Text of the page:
• Inflation rose 7% over the past year. The highest since 1982. The consumer price index, an inflation gauge that measures costs across dozens of items, rose 7% in December from a year ago. That was in line, however, with economist estimates, and stock market futures rose after the release. Excluding food and energy, the so-called core CPI was up 5.5% on the year, the biggest growth since February 1991. Read more here.

  • Meta Platforms Inc. appointed DoorDash CEO to its board of directors. Chief Executive Tony Xu's appointment is the first change to the board since the company rebranded itself as Meta in October. Mark Zuckerberg said in a statement that it’s important to have great tech leaders on their board, and Tony has direct experience both running a tech company and solving complex challenges in commerce. Read more here.

  • Winter homebuying is heating up and it may be fueled by fear of even higher mortgage rates. The housing market started in 2022 on a strong note. Both conventional and government purchase applications showed increases, with FHA purchase applications increasing almost 9%, and VA applications increasing more than 5%. As mortgage rates rise, fewer and fewer borrowers can benefit from a refinance.

  • Shelter is the single biggest component of CPI (33% of Index) and is being wildly understated (+4.1%) with rents up 17.8% over the last year (largest annual increase ever), and home prices up 19% (also largest annual increase ever). The true inflation rate is much higher than 7%.

  • Rising interest rates will result in 3 housing market changes, says Motley Fool's Aly Yale. As mortgage rates rise, buyers will likely pull back, easing the competition for today's limited supply of housing. Rising rates will also spur a drop in refinancing activity, as the incentive to refinance (and take on the costs that come with it) wanes. Prices may also slow, but consumers should not expect a decline. A deep dearth of for-sale homes will keep prices rising, albeit at a slower pace, for some time. Read more here.

  • UK Bitcoiners might be leading the next wave of adoption. UK investors have a higher percentage of their net worth invested in Bitcoin compared to the US market, according to UK fintech Mode. Around 70% of Brits have 3% or more of their net worth invested in Bitcoin while just 46% of US investors declared the same level of portfolio contribution. An overwhelming majority of Gen-Z and Millennials seem to be leading the way with Bitcoin ownership in the UK.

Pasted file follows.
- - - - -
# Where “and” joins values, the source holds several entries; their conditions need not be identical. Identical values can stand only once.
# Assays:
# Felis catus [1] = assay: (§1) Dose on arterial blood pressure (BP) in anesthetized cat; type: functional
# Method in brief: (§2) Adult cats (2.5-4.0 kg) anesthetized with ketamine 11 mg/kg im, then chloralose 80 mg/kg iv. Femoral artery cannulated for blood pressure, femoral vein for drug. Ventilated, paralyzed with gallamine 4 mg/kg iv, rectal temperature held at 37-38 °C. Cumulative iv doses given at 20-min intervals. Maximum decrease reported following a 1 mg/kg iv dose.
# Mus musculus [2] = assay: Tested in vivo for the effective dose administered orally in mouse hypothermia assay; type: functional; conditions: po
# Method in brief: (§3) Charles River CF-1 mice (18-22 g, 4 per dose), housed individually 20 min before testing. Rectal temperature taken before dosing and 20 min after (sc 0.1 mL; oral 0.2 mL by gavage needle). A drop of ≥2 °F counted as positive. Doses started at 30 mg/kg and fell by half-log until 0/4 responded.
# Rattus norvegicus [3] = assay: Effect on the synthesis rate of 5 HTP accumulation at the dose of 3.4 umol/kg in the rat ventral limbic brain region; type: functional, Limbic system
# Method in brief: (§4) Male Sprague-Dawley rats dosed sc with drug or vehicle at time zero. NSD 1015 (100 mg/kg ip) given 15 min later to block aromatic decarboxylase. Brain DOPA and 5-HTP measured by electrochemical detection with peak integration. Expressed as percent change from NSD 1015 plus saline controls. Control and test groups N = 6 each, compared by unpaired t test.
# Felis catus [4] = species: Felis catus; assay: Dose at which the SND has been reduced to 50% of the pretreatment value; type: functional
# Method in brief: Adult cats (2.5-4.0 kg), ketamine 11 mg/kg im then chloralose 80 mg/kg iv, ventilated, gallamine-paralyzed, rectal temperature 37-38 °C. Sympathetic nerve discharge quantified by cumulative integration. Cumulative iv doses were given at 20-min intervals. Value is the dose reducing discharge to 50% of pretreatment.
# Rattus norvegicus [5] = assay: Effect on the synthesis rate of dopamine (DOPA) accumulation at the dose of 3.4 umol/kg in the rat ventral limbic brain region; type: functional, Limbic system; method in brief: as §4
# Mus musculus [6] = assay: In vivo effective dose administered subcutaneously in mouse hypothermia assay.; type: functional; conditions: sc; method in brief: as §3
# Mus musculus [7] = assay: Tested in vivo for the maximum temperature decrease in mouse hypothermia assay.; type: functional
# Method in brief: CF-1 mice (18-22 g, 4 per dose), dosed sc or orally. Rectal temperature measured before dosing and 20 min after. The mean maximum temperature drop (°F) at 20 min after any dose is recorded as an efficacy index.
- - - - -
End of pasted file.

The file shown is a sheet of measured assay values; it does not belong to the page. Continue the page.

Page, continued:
• A bloodbath in the used car market is coming, says Cathie Wood. She is expecting this with valuations tumbling in the coming year into 2023 as prices that have surged because of supply-chain bottlenecks and a pop in demand recede. She noted that the U.S. gas-powered car sales are likely to struggle, especially now that used car inventories, as measured by Manheim, are roughly 40% above normal at wholesale and retail.

  • General Motors is launching an app for used car purchases. The company has introduced CarBravo, an online platform that connects used car buyers with the company as well as GM dealers. Used car buyers can shop for non-GM makes and models on the platform too. The biggest impact might be on the existing online dealers and car data providers such as Carvana (CVNA), Vroom (VRM), and (CARS). Read more here.

  • Lucid Group will build an EV factory in Saudi Arabia by 2025 or 2026 and is negotiating details with ministries in the kingdom. The maker of the $169,000 Air sedan has been in talks with Saudi Arabia’s sovereign wealth fund to build an EV plant potentially near the Red Sea city of Jeddah. The $360 billion Public Investment Fund will provide much of the money for the site at the King Abdullah Economic City.

  • HSBC's fixed-income team led by Steven Major sees value right now in short-term rates, saying rate hikes are priced in with 2-year yields at 0.9%. They're mildly bearish on long-term bonds in the short term, saying that 10-year yields are likely to rise more from here.

  • Meta loses bid to dismiss FTC antitrust case a second time. A US federal judge allowed an antitrust case against Facebook to proceed. US regulators have been attempting to sue the social media site. The FTC has provided more evidence to make its argument that Meta has a stranglehold on the social network market because it owns WhatsApp and Instagram. It wants to force Meta to unwind the acquisitions of those two apps. Meta has until January 25th to respond. Source(0:46)
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